Onegin in Poland


Pyotr Tchaikovsky
Wed 7:00pm January 15, 2015
Moniuszko Auditorium

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Lyrical scenes in three acts and seven scenes
Libretto by Pyotr Tchaikovsky and Konstantin Shilovsky after Alexander Pushkin
World premiere: Maly Theatre, Moscow, 29 March 1879
Polish premiere: Teatr Wielki, Warsaw, 4 May 1899
Premiere of this production: 5 April 2002
Original language version with Polish surtitles

Duration: 3 hours 15 min., including 2 breaks


Conductor: Andriy Yurkevych
Direction: Mariusz Treliński
Set Design: Boris Kudlička
Costumes: Joanna Klimas
Choreography: Emil Wesołowski
Chorus Master: Bogdan Gola
Lights: Felice Ross

Soloists, Chorus and Orchestra of Teatr Wielki – Polish National Opera, Polish National Ballet, Mimes and Modelsonegin5

Photo: Juliusz Multarzyński, Stefan Okołowicz


Larina – Ewa Marciniec
Tatiana – Irina Mataeva
Olga – Karolina Sikora
Filippevna, Tatiana’s nurse – Joanna Cortes
Eugene Onegin – Artur Ruciński
Lensky – Pavlo Tolstoy
Prince Gremin – Aleksander Teliga
A captain – Czesław Gałka
Zaretsky – Robert Dymowski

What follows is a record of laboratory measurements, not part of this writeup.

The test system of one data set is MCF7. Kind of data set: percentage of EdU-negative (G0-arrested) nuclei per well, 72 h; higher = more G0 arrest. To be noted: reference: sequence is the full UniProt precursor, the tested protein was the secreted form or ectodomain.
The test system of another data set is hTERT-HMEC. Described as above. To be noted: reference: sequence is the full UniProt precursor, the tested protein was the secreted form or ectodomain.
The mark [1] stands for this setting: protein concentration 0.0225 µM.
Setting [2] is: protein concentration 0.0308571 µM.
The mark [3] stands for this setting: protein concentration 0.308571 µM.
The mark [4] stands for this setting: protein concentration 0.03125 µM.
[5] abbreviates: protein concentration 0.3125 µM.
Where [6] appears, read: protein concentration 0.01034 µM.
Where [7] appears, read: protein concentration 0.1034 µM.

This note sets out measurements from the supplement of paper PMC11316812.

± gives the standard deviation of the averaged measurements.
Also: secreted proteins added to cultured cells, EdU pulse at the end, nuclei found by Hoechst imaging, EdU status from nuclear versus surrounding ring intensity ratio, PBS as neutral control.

Triquet – Tomasz Piluchowski


This show is a culmination of Treliński’s long-time fascination with the “superfluous man” character, a hero of 19th-century Russian literature whom Treliński found in both his films and his operas – to mention Mozart’s Don Giovanni and Szymanowski’s King Roger. Tackling the adaptation of Pushkin’s masterpiece, aware of Tchaikovsky’s substantial divergence from the poetic original (the digressive poem’s keen irony was almost completely erased, with psychological truth gaining the upper hand), Treliński introduced the mimed character of an old man in white with a walking stick.

onegin7He is Onegin summing up his wasted life, seemingly watching helpless as the events of his past unfold but still controlling them. How many images from this production, which as usual is strongly inspired by Kudlička’s stage imagination, become embedded in the memory! Tatyana writing her letter under the watchful eye of the unconcerned, creepy fop who hovers over the trembling girl like a vulture, the parade of attractive ghost models m ving “out of step” with the walking beat of the magnificent polonaise, or the “Russian” birches gradually freezing in the distant, cold background during the two friends’ mindless duel, a landscape that speaks volumes as a symbol of Lensky fading away before our eyes and of Onegin’s spiritual death. A masterpiece!onegin8

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